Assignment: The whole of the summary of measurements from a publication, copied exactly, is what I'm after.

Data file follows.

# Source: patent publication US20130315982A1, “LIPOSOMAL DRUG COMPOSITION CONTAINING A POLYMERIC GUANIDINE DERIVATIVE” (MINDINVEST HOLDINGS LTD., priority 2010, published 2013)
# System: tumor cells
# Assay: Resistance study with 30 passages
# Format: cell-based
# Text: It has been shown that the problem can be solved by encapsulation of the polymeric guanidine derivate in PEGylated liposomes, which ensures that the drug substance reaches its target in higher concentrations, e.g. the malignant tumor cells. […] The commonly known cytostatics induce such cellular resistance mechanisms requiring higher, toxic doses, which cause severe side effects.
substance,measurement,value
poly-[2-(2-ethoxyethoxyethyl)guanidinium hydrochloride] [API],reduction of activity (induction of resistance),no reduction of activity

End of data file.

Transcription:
# Source: patent publication US20130315982A1, “LIPOSOMAL DRUG COMPOSITION CONTAINING A POLYMERIC GUANIDINE DERIVATIVE” (MINDINVEST HOLDINGS LTD., priority 2010, published 2013)
# System: tumor cells
# Assay: Resistance study with 30 passages
# Format: cell-based
# Text: It has been shown that the problem can be solved by encapsulation of the polymeric guanidine derivate in PEGylated liposomes, which ensures that the drug substance reaches its target in higher concentrations, e.g. the malignant tumor cells. […] The commonly known cytostatics induce such cellular resistance mechanisms requiring higher, toxic doses, which cause severe side effects.
substance,measurement,value
poly-[2-(2-ethoxyethoxyethyl)guanidinium hydrochloride] [API],reduction of activity (induction of resistance),no reduction of activity